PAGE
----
There is one clever attack that I’ve heard described among my peers. Let’s say I compromise a mailbox and immediately search for the word “invoice” looking for unpaid invoices. I find out who the sender of that invoice is and create a look alike domain for that sender. Now I spoof that exact user that sent the invoice in the first place and say, “This invoice is overdue and needs to be paid.” It creates that sense of urgency just like a normal attack would and then, you get them to change the wire transfer number. Now they’re stuck in a position where they’re trying to describe a decently complex attack to probably an under resourced small- to medium-sized business.
Many organizations don’t have the capability to view and understand how the user got into their environment and it becomes a game of finger pointing. It’s an awkward and difficult situation to be in. This brings up the importance of validating senders and sources. A positive business best practice in this situation would be to reach out and validate the information with a verified contact.
What are the most effective security activities you’re implementing today?
The most effective security activities that are changing the game for me have revolved around strong asset management, patching, and vulnerability management practices.
Beyond that, having strong authentication is equally critical. Not only multifactor, but checking system state, user agent strings, consistent source IP, and similar practices. I can know, with relatively simple rule set, whether a log in is attempted with a new IP, device, or if it is a new source for this user’s authentication, and act accordingly. We’ve seen some incredible progress, just not only in our own development or tooling, but leveraging products we already have available. They’re not perfect, none of them are airtight. But it gives us a certain probability or a reasonable level of assurance that this user is who they claim to be – or not.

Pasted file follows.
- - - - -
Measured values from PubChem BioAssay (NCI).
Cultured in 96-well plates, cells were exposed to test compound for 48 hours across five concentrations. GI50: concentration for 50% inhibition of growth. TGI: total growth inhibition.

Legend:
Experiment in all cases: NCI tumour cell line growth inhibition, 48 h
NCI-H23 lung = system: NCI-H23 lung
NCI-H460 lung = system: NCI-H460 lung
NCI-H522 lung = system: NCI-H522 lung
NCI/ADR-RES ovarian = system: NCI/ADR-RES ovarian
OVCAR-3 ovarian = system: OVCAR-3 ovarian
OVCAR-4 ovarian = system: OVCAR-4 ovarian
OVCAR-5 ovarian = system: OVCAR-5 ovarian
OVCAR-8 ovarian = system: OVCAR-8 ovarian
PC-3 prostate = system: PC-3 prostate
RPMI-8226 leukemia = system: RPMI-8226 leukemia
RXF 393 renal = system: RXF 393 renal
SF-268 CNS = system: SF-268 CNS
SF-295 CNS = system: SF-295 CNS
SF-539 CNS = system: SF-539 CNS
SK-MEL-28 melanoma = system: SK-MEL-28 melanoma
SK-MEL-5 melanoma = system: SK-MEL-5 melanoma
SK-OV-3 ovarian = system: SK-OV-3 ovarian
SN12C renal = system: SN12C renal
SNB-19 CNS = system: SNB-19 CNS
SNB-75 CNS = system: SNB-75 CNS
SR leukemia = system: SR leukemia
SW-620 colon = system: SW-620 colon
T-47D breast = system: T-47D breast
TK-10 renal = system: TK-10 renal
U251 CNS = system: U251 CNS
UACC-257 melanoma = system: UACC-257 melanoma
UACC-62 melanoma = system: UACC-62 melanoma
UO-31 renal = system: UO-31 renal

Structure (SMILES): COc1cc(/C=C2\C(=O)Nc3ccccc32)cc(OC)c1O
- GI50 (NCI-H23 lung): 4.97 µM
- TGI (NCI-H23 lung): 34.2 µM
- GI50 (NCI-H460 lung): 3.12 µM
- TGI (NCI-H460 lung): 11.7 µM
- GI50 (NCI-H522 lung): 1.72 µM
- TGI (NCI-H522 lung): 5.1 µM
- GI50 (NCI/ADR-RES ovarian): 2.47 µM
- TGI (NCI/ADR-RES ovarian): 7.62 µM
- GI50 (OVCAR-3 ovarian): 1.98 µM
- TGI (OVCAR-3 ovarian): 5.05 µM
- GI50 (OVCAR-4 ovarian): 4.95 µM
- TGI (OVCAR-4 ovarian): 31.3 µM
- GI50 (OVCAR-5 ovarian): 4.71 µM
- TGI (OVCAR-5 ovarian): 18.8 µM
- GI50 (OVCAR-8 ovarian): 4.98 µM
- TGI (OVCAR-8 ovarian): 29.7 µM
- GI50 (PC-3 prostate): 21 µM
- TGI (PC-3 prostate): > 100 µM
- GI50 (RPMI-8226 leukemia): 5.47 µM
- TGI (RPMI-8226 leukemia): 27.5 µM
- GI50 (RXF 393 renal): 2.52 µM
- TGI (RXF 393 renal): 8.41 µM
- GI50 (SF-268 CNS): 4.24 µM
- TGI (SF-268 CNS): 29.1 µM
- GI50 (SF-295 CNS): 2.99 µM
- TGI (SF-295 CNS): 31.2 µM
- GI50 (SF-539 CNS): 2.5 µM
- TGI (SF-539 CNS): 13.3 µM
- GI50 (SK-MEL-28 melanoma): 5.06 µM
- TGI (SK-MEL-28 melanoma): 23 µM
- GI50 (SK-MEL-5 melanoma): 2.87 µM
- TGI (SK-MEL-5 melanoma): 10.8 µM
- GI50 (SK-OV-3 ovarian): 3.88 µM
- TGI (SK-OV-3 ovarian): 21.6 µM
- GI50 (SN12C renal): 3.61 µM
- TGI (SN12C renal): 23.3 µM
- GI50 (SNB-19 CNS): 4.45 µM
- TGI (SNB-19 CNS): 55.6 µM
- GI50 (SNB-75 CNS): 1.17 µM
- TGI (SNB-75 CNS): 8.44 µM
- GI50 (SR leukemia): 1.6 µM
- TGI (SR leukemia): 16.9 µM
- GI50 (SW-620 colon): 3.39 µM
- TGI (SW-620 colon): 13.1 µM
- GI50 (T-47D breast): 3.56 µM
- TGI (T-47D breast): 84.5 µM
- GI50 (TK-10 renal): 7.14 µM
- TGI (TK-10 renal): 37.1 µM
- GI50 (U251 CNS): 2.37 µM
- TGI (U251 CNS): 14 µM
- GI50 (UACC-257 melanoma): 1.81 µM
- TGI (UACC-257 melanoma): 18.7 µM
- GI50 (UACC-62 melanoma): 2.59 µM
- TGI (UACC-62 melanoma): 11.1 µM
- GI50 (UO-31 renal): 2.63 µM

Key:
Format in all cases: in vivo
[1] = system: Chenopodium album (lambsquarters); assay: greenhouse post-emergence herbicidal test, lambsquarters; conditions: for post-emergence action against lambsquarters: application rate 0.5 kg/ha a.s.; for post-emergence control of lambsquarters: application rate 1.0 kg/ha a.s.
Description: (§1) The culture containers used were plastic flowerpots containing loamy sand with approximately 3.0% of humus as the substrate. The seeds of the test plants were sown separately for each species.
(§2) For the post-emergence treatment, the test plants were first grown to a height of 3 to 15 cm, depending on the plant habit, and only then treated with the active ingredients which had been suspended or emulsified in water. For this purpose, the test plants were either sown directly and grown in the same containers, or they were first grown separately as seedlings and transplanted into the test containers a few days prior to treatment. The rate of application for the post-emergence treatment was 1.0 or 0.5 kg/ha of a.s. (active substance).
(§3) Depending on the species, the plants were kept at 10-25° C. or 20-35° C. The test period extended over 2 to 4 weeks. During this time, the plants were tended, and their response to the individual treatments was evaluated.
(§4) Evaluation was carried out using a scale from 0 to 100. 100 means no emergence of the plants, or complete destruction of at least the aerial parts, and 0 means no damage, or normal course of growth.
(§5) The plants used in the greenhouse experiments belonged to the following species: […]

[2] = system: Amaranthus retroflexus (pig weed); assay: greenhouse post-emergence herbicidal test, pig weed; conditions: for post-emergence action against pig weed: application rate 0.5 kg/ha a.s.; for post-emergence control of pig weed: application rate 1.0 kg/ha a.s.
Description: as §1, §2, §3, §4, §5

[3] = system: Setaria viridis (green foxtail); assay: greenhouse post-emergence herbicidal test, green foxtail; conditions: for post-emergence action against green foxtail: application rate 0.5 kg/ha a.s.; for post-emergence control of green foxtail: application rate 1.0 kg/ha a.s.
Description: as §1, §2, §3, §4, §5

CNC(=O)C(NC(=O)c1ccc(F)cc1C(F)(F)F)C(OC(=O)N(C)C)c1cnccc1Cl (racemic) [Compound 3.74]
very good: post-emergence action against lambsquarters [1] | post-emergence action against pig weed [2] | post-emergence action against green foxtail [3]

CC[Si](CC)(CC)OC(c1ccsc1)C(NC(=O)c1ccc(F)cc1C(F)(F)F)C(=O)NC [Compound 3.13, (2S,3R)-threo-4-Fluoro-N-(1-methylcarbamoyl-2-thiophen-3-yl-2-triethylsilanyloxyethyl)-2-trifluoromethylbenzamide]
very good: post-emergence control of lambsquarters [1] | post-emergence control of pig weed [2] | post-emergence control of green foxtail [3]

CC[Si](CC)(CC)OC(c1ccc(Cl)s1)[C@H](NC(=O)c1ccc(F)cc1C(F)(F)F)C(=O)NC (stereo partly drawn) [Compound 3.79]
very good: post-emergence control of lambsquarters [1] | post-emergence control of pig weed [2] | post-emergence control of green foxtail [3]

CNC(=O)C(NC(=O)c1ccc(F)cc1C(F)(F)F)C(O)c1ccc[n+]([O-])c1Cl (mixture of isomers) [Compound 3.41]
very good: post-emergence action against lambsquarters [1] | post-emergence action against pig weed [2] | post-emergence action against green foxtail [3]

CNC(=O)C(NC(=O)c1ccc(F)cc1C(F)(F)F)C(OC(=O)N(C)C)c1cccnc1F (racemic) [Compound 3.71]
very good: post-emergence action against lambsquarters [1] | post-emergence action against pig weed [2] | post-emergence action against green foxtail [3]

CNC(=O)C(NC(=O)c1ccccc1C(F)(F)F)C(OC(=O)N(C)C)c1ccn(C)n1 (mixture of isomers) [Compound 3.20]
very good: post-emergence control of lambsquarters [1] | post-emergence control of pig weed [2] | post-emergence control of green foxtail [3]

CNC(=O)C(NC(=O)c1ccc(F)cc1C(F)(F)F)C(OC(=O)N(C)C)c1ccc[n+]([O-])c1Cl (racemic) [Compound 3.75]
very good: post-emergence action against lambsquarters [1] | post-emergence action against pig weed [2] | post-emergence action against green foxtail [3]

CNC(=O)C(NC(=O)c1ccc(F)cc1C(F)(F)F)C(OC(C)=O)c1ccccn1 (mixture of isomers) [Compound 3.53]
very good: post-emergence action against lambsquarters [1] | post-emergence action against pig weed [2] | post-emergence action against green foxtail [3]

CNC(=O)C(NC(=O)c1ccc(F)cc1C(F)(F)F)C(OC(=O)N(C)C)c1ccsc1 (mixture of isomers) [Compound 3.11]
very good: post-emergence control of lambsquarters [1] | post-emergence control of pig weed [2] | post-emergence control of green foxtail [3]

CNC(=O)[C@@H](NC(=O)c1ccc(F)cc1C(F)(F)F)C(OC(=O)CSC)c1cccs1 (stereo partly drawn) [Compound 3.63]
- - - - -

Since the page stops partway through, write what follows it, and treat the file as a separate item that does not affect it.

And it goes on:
As mentioned earlier, moving your workforce to remote is a hard problem to solve in areas like vulnerability remediation and patch management. Getting software updated, especially if it was historically on-premise, is a major shift. If you’re working with an incomplete asset inventory right out of the gate, you have no indication what your success ratio is. This is an age-old problem that organizations still struggle with today. Whether you have good asset management can tell you whether your security program is successful.
The bright side? Vulnerability management and asset management are areas that can be improved and understanding your attack surface is a good first step. The Print Nightmare vulnerability is a great example of this. Once alerted, having a good understanding of the devices that need to get print drivers locked down on and what devices you need to make changes to rapidly reduce your exposure proved vital in that situation.